WASHINGTON (AP) _ The U.S. government wants new passenger
vehicles to provide head protection in dangerous side-impact
crashes, which kill thousands of motorists every year and leave
others with serious brain injuries.
The National Highway Traffic Safety Administration on Wednesday
issued rules requiring the improved safety protections in new
passenger vehicles by September 2012.
The upgrades, which have been under review since 2004, are
designed to reduce deaths and injuries of motorists who are struck
by another car or truck along the vehicle's side. Side-impact
crashes killed 9,200 people and injured 650,000 in 2005, the most
recent figures available.
Changes to the safety systems could save 311 lives and prevent
361 serious injuries a year, the agency estimated, through the
installation of side air bags that protect a person's chest and
abdomen and window curtain air bags guarding the head.
Nicole Nason, the safety agency's administrator, said the crashes
often lead to debilitating injuries. ``Even people who survive the
crash can end up with long-term medical costs and permanent brain
injuries, so we think (the rules) are important for both injuries
and fatalities,'' she said.
Automakers said they were receptive to the changes. In 2003, the
industry agreed to install side air bags in all new passenger
vehicles by September 2009 and the safety equipment is becoming more
Dave McCurdy, the head of the Alliance of Automobile
Manufacturers, which represents General Motors Corp., Ford Motor
Co., Toyota Motor Corp. and others, said they shared NHTSA's goal of
``enhancing head protection'' in side crashes.
Under the government's plan, automakers will be required to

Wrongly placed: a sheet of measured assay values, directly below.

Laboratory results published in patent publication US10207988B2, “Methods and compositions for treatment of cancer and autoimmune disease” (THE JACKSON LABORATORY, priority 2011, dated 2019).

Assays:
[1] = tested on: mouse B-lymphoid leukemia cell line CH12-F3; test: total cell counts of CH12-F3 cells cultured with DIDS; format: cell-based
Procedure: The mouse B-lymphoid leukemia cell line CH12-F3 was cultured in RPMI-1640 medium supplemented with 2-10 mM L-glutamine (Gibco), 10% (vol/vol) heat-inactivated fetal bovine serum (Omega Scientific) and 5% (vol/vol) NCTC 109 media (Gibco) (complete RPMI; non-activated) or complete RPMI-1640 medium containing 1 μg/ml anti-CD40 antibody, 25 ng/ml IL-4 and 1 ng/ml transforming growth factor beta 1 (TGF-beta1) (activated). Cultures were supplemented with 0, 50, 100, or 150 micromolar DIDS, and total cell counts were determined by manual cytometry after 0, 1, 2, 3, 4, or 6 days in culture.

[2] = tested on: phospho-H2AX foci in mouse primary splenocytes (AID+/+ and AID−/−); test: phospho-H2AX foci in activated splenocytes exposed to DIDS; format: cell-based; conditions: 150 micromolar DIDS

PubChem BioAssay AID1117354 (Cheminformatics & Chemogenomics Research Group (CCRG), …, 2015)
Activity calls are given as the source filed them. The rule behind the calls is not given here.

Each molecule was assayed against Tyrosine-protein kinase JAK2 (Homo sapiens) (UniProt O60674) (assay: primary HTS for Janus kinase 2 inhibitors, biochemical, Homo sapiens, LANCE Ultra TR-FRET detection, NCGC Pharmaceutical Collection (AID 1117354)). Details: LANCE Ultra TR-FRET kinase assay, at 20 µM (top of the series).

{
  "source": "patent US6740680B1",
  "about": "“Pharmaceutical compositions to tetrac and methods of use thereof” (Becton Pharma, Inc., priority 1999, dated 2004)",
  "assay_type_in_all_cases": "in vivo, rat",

phase-in the head protection beginning with the 2010 model year,
with full compliance by the 2013 model year. It will increase the
average vehicle cost by US$33.
The rules do not require specific technologies to meet the
standards, but automakers will likely use side curtain air bags and
air bags that protect the chest and abdomen. Nearly half of 2008
model year vehicles offer the air bag combination.
Auto manufacturers will need to comply with a new test that
simulates a vehicle striking a tree or a pole in the driver's side.
They will also need to conduct crash tests using dummies the size of
a small woman and a more technologically advanced male dummy of
Gerald Donaldson, senior research director for Advocates for
Highway and Auto Safety, said the rule provided more focus on head
injuries of motorists in the back seat and would take into account a
wider range of people. But he said it failed to do enough to protect
Safety groups have pointed to the benefits of side air bags. A
study last year by the Insurance Institute for Highway Safety found
driver deaths were reduced by 52 per cent in sport utility vehicles
equipped with head-protecting side air bags, while the same air bags
reduced driver deaths by 37 per cent in passenger cars.
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